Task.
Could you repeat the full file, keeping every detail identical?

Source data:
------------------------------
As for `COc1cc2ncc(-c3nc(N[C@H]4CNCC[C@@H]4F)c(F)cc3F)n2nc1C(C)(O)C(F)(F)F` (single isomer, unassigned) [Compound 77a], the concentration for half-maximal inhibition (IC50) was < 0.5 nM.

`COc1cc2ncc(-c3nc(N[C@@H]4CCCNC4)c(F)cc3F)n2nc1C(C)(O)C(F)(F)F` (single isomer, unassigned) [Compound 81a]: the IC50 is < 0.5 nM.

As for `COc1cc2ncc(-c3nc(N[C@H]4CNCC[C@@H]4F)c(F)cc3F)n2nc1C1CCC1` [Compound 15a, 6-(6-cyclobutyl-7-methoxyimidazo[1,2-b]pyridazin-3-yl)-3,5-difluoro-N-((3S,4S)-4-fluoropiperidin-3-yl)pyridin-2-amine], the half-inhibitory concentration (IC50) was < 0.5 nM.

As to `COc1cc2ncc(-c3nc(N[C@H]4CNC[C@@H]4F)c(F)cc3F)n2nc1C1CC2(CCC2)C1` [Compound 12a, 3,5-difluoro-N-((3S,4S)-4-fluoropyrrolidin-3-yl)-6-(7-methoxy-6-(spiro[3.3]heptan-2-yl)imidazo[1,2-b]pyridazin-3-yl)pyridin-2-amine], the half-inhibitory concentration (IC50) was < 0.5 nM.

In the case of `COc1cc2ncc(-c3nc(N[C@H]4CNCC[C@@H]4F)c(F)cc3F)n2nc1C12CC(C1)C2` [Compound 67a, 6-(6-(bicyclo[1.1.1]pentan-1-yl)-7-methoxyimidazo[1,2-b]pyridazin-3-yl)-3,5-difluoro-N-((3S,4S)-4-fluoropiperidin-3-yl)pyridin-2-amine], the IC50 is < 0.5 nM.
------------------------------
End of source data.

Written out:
As for `COc1cc2ncc(-c3nc(N[C@H]4CNCC[C@@H]4F)c(F)cc3F)n2nc1C(C)(O)C(F)(F)F` (single isomer, unassigned) [Compound 77a], the concentration for half-maximal inhibition (IC50) was < 0.5 nM.

`COc1cc2ncc(-c3nc(N[C@@H]4CCCNC4)c(F)cc3F)n2nc1C(C)(O)C(F)(F)F` (single isomer, unassigned) [Compound 81a]: the IC50 is < 0.5 nM.

As for `COc1cc2ncc(-c3nc(N[C@H]4CNCC[C@@H]4F)c(F)cc3F)n2nc1C1CCC1` [Compound 15a, 6-(6-cyclobutyl-7-methoxyimidazo[1,2-b]pyridazin-3-yl)-3,5-difluoro-N-((3S,4S)-4-fluoropiperidin-3-yl)pyridin-2-amine], the half-inhibitory concentration (IC50) was < 0.5 nM.

As to `COc1cc2ncc(-c3nc(N[C@H]4CNC[C@@H]4F)c(F)cc3F)n2nc1C1CC2(CCC2)C1` [Compound 12a, 3,5-difluoro-N-((3S,4S)-4-fluoropyrrolidin-3-yl)-6-(7-methoxy-6-(spiro[3.3]heptan-2-yl)imidazo[1,2-b]pyridazin-3-yl)pyridin-2-amine], the half-inhibitory concentration (IC50) was < 0.5 nM.

In the case of `COc1cc2ncc(-c3nc(N[C@H]4CNCC[C@@H]4F)c(F)cc3F)n2nc1C12CC(C1)C2` [Compound 67a, 6-(6-(bicyclo[1.1.1]pentan-1-yl)-7-methoxyimidazo[1,2-b]pyridazin-3-yl)-3,5-difluoro-N-((3S,4S)-4-fluoropiperidin-3-yl)pyridin-2-amine], the IC50 is < 0.5 nM.